By CountingPips.com – Receive our weekly COT Reports by Email
Silver Non-Commercial Speculator Positions:
Large metals speculators slightly cut back on their bearish net positions in the Silver futures markets this week, according to the latest Commitment of Traders (COT) data released by the Commodity Futures Trading Commission (CFTC) on Friday.
The non-commercial futures contracts of Silver futures, traded by large speculators and hedge funds, totaled a net position of -14,833 contracts in the data reported through Tuesday April 10th. This was a weekly boost of 2,132 contracts from the previous week which had a total of -16,965 net contracts.
Speculative contracts have now been bearish overall for four consecutive weeks after having not seen bearish territory since 2003. Before this week’s slight turnaround, silver contracts had fallen for four weeks in a row and for eight out of the previous nine weeks.
Silver Commercial Positions:
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The commercial traders position, hedgers or traders engaged in buying and selling for business purposes, totaled a net position of -4,578 contracts on the week. This was a weekly drop of -1,941 contracts from the total net of -2,637 contracts reported the previous week.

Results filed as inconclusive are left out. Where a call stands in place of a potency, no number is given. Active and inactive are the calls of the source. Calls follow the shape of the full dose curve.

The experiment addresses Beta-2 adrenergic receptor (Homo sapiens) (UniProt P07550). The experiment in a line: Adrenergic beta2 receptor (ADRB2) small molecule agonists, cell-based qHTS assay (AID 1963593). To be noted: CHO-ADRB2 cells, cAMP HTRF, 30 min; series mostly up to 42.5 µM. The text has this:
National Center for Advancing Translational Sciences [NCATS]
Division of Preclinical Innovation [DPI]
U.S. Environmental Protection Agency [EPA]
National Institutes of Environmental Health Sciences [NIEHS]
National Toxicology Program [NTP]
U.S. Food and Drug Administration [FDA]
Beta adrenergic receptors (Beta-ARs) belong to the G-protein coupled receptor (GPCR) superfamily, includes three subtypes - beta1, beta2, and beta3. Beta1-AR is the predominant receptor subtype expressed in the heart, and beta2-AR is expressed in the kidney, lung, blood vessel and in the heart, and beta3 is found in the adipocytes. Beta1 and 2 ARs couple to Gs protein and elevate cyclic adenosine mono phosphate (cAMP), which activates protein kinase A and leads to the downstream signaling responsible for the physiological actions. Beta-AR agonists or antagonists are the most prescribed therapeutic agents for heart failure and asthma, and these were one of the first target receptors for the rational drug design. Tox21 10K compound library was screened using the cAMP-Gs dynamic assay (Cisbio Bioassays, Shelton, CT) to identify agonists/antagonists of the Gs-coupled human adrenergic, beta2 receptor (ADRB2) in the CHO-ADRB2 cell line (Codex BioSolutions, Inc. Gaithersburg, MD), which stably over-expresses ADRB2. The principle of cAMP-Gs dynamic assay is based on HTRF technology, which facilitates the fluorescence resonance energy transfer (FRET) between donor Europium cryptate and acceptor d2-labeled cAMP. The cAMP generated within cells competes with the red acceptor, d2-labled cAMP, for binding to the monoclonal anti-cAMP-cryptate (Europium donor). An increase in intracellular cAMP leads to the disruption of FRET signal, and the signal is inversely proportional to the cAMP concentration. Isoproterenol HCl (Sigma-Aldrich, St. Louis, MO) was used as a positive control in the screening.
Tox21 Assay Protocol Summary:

The only traders that are currently bullish on silver are the small traders (also known as the non-reportables). This category of trader has a bullish position of +19,411 net contracts for the current week.
Over the same weekly reporting time-frame, from Tuesday to Tuesday, the SLV ishares ETF, which tracks the price of silver, closed at approximately $15.62 which was a rise of $0.16 from the previous close of $15.46, according to unofficial market data.
*COT Report: The COT data, released weekly to the public each Friday, is updated through the most recent Tuesday (data is 3 days old) and shows a quick view of how large speculators or non-commercials (for-profit traders) as well as the commercial traders (hedgers & traders for business purposes) were positioned in the futures markets. The CFTC categorizes trader positions according to commercial hedgers (traders who use futures contracts for hedging as part of the business), non-commercials (large traders who speculate to realize trading profits) and nonreportable traders (usually small traders/speculators). Find CFTC criteria here: (http://www.cftc.gov/MarketReports/CommitmentsofTraders/ExplanatoryNotes/index.htm).
Article By CountingPips.com – Receive our weekly COT Reports by Email